UTM continuing education classes offer skills training

This story was originally published on YourMississaugaBiz.com.

Local entrepreneur Bill Smalley said that more managers and business professionals should think about taking continuing education classes.

“Employers look for people that want to better themselves,” he told YourMississaugaBiz.com. “It’s a desirable trait.”

The president and CEO of Oakville-based consultancy firm Route Five International Inc. speaks from personal experience. Smalley has been an instructor at the continuing studies program at the University of Toronto Mississauga (UTM) for the past three years, teaching interspace negotiation skills to hundreds of students.

Smalley said there are many personal and professional benefits to be gained from taking courses like his at UTM.

“I’ve had people exchange business cards and keep in touch afterwards and help build their networks,” he said speaking about his students. “People go back to their existing jobs and do better. And it can be fun.”

Smalley said a large number of the people who take his classes are international students.

He and other School of Continuing Studies instructors are able to factor in their professional experience as consultants, speakers and trainers in the corporate world into what they teach, Smalley said.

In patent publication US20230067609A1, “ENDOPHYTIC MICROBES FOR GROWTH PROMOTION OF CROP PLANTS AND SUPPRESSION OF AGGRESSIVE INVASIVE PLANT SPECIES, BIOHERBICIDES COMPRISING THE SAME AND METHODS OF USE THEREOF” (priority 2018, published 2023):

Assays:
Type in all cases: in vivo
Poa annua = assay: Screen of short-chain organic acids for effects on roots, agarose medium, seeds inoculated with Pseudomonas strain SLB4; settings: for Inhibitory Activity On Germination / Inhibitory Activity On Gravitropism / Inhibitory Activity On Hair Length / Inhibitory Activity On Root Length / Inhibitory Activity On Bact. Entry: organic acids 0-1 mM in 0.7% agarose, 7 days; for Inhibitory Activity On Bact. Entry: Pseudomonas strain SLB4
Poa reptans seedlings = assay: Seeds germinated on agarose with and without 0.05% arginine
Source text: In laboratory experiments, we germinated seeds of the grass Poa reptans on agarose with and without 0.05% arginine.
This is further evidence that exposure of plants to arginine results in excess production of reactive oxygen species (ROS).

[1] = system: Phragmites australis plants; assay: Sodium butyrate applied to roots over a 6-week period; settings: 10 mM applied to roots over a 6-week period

Some SCS courses are fairly short at only five to six weeks long. “You’ve got to make sure the content is useful and relevant,” Smalley said, emphasizing the addition of a lot of verbal content and practical casework in his classes.

Since all the instructors are still practicing business owners or professionals, Smalley said they’re helping the students understand the needs of employers and become more marketable and relevant.

“Really grounding the content in practical knowledge means when these students are being interviewed by these employers, they can see very clearly where they can fit in and help them,” Smalley said, citing his own experience teaching and training companies across North America for more than a decade. “And their learning curves are shorter once they do get hired.”

One practical approach Smalley uses is having his students take in content and theory and apply it to events in the news, such as a major union negotiation. “I’ll say, ‘How did they handle that? Is this a productive approach? What’s wrong with this picture?’” he said.

With a “vibrant” learning environment comprised of high-quality, driven people, Smalley said the students also get exposed to other cultures.

So far student feedback from Smalley’s courses has been unanimously positive, both in terms of enjoyment and improvements in their professional lives. he said, “It’s clear that students are actually using what they’re learning and it’s making a difference for them.”

Employers and managers should also highly encourage their staff to sign up for classes. “There’s really no downside,” he said. “The feedback I get from other instructors is that it’s a really good investment. People are pleasantly surprised.”

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